Monday, October 21, 2013


(Click on this image and use as a desktop wallpaper!)

Last year I picked up an old TV Digest from 1962 (see below) with a great Leave It to Beaver Halloween cover. I was hoping for something Halloweeny inside the mag, but it's strictly a television guide. There's not even a special Halloween episode of Beaver listed. Come to think of it, I don't think there ever was a specific Halloween episode for Leave It to Beaver. There were episodes that could have worked as a Halloween episode. Like "The Haunted House" episode from season two or the third season episode "The Magician." That one begins in Uncle Artie's Magic Shop with Beaver in a Topstone witch mask.

Instead of using one of those episodes, I chose to post about one of my favorite Beaver episodes as a go-along with the TV Digest cover. "Sweatshirt Monsters" from season six! In this episode, Beaver and his pals decide to buy some monster sweatshirts from Tildens Sporting Goods and wear the gruesome looking shirts to school. There's no need for me to spoil the episode, but needless to say, Beaver ends up in the principal's office.

The stars of this episode are the swell monster sweatshirts that were inspired by the (weirdo) hot rod monster shirts by Ed "Big Daddy" Roth and other California airbrush artists from that same era.   

If I was in the 8th grade like Beaver and his pals, I would have also spent my allowance on one those shirts. Just look at that crazy artwork! It's hard to see in the store display, but there are seven shirts in the window. Versions of the shirts in front (with subtle differences) were worn by the boys in the episode. So we know there were two of each of the four shirts made. A set for the store display and a set for the actors. Hmm...I've often wondered if any of these prop shirts survived. Were they packed away in the costume department or were they given to the actors or crew afterwards? Also, I wonder who the artist was? Vincent Dee is listed as the costume supervisor, so I'm sure he had a hand in creating or at least choosing the artwork.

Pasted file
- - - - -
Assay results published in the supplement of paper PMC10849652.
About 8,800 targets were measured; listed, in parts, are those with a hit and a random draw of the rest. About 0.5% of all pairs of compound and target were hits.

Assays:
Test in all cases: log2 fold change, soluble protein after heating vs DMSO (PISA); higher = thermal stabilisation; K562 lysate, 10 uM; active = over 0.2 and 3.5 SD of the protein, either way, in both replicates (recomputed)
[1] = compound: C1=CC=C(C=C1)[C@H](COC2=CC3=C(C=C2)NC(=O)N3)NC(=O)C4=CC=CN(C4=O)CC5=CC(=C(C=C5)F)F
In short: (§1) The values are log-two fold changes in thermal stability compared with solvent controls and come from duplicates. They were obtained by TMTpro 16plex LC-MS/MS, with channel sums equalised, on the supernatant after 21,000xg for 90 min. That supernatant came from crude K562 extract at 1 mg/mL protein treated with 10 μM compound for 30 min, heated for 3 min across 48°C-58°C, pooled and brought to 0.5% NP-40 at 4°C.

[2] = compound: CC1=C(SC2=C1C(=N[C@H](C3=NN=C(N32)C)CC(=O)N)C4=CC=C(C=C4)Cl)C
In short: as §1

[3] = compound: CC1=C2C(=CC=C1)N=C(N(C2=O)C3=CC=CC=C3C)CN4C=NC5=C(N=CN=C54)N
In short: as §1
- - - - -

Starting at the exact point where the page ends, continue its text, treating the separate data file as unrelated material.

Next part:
It's hard to see any of the shirts straight on and without any obstructions in the episode, so I've attempted to piece together the images of the main four shirts.    

As for the three hidden shirts in the back, you need to use your imagination to fill in the blanks of what these might have looked like. 

There's no telling what the original colors were, so for fun, I took a stab at colorizing the monsters.

We finish with the TV Digest cover that kickstarted today's blog post!

Happy Halloween from the Beaver!


David W. said...

Great post Todd!

Those shirts were sure memorable. It's shocking how many old sitcom memories are stuck in my brain. So much time spent watching reruns after school...

jimm said...

Absolute classic, just watched it :)

Brian Snapp said...

You should make these sweatshirts available for sale... I'm positive that they would sell.. Due to inflation, $29.44 buys the same amount of goods today, as $3.75 did, back in 1962. So,run with it! 👍